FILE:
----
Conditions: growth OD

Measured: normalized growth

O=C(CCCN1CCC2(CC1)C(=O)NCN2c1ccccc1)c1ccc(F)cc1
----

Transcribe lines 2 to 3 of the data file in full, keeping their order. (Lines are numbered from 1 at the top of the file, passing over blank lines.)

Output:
Measured: normalized growth

O=C(CCCN1CCC2(CC1)C(=O)NCN2c1ccccc1)c1ccc(F)cc1